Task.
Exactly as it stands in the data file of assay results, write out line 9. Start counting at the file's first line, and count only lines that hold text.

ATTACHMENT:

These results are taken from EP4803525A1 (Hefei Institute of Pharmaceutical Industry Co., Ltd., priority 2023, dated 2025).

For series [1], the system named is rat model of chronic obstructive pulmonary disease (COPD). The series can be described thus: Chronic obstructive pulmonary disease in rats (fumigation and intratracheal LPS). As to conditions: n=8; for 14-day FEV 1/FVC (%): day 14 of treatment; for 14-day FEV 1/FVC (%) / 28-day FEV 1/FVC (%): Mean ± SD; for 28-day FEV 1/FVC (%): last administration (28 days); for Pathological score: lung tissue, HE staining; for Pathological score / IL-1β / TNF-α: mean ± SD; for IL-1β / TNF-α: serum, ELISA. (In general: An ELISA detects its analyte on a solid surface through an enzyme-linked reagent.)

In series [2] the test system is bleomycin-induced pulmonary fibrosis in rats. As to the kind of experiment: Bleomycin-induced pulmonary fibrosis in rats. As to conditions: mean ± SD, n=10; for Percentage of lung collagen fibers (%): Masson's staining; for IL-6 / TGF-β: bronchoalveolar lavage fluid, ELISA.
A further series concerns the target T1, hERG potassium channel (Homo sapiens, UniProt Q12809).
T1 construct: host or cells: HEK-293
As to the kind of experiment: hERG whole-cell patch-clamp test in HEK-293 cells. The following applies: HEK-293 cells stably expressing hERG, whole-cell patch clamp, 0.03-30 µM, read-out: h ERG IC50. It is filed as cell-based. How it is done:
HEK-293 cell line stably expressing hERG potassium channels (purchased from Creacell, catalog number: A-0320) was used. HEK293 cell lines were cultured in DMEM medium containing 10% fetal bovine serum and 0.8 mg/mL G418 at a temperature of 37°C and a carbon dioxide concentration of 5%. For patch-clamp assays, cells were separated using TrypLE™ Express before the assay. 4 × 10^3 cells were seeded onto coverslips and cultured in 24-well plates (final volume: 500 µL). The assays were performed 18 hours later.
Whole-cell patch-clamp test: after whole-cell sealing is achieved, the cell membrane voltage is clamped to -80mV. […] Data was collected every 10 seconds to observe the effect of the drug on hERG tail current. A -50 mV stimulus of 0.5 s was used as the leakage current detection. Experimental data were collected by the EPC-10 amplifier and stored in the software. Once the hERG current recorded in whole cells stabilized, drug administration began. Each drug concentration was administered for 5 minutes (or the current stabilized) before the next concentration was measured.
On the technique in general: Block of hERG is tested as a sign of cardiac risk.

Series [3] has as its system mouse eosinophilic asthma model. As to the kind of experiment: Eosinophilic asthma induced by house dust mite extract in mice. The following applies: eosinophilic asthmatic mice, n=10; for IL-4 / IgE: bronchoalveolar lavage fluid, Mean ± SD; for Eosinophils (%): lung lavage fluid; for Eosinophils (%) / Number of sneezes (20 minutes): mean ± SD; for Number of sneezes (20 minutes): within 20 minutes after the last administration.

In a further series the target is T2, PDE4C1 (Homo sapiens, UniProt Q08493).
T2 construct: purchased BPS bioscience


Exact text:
On the technique in general: Block of hERG is tested as a sign of cardiac risk.